From the winner of the Nobel Prize for Literature, Isaac Bashevis Singer, comes a fictional exploration of primitive history. Singer's novel portrays an era of superstition and violence in a country emerging from the darkness of savagery. Set in Poland in the dark ages, it describes the brutality, prejudice and subjugation that occur when hunter-gatherers and farmers struggle for supremacy over the land. Part parable of modern civilization, part fascinating historical novel, this modern myth is a philosophical examination of man and his beliefs, and reaffirms the author's reputation as a master of narrative invention.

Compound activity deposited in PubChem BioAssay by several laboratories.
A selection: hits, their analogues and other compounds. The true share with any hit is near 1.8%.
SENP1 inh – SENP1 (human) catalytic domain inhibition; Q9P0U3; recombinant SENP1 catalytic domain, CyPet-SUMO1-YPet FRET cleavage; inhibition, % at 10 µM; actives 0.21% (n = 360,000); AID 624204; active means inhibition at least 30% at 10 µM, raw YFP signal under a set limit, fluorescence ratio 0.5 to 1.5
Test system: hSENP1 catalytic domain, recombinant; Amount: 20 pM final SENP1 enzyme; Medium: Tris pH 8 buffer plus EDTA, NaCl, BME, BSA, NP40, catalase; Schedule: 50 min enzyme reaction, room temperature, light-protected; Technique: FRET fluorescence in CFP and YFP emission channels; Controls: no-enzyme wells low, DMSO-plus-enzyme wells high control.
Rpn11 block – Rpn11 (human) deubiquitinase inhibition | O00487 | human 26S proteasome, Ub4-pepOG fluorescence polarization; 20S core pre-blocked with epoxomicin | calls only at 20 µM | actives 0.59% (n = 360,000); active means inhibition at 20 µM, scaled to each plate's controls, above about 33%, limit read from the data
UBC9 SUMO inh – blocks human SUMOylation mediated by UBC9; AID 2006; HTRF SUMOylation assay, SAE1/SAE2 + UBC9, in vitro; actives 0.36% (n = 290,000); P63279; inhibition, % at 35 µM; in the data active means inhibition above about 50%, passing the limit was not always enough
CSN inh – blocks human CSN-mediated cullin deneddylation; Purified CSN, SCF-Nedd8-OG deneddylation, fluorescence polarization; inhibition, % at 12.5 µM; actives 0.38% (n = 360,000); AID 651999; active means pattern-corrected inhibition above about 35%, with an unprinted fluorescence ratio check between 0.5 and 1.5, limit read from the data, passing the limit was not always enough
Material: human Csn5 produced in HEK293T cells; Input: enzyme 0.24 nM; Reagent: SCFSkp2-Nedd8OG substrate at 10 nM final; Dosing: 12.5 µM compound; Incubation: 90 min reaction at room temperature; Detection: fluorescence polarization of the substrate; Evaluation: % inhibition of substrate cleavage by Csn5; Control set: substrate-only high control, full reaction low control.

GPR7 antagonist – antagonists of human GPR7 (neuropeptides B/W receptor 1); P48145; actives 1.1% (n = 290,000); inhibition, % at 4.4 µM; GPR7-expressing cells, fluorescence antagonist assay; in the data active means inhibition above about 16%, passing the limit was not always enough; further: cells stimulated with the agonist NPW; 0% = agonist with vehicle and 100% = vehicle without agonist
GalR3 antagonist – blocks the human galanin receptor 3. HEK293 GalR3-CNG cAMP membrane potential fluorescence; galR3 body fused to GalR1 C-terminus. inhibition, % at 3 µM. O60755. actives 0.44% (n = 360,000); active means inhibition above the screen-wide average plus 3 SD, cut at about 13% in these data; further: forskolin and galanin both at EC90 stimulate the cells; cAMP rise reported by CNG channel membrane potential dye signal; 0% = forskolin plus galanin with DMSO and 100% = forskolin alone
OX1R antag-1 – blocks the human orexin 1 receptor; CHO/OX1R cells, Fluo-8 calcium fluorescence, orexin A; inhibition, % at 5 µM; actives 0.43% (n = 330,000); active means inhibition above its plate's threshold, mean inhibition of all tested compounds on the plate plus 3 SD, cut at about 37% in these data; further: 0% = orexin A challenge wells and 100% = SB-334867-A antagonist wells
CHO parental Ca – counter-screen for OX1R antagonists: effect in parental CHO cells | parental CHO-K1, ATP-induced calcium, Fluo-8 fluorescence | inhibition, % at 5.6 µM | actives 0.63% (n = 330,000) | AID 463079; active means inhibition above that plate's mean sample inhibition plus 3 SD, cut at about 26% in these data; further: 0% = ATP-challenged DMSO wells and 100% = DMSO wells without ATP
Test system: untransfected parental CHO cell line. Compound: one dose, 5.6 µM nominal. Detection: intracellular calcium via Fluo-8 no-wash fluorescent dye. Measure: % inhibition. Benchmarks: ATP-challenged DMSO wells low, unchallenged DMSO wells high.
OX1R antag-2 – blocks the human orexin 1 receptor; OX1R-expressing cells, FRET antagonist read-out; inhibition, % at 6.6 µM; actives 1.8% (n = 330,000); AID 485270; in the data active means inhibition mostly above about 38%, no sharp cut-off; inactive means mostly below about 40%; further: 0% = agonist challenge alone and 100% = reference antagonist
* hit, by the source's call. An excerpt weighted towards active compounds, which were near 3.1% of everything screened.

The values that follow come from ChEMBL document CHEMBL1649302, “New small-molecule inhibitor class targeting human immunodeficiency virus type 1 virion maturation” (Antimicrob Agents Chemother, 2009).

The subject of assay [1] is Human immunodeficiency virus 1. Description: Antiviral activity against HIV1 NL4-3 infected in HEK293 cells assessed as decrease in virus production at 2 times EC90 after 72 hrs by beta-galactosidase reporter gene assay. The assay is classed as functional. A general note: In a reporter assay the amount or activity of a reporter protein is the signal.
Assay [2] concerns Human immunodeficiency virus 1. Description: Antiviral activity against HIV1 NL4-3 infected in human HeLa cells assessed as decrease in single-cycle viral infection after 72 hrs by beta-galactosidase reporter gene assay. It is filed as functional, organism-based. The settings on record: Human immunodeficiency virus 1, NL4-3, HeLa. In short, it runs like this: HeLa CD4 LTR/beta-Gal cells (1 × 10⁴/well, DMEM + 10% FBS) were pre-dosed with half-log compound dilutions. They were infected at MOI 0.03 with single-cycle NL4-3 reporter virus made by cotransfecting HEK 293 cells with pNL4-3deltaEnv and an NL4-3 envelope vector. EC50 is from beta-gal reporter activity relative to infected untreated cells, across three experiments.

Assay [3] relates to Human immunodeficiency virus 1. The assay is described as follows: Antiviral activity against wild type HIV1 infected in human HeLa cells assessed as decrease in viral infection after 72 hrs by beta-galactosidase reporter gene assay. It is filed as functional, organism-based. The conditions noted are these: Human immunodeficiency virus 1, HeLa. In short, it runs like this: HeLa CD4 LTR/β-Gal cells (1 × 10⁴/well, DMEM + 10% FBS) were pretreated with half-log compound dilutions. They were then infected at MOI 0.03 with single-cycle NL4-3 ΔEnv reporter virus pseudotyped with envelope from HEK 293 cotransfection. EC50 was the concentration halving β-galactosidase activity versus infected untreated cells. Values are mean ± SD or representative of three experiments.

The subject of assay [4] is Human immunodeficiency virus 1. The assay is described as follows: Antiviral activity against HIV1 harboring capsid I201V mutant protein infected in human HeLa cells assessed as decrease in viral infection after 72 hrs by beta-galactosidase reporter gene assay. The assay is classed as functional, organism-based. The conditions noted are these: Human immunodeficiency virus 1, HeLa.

Born in 1902, Isaac Bashevis Singer grew up among fellow Jewish families in Poland. In response to the growing Nazi threat in neighbouring Germany, Singer emigrated to America. Settling in New York, he worked as a journalist for a Yiddish-language newspaper, The Forward. Singer was insistent that even after the Second World War, a wide audience remained for Yiddish texts, and each of his novels were originally written in his native language. He won the Nobel Prize in Literature in 1978. Since Singer's death on July 24 1991 his name has been used in honour for a street in Surfside, Florida, and for the full academic scholarship for undergraduate studies at the University of Miami.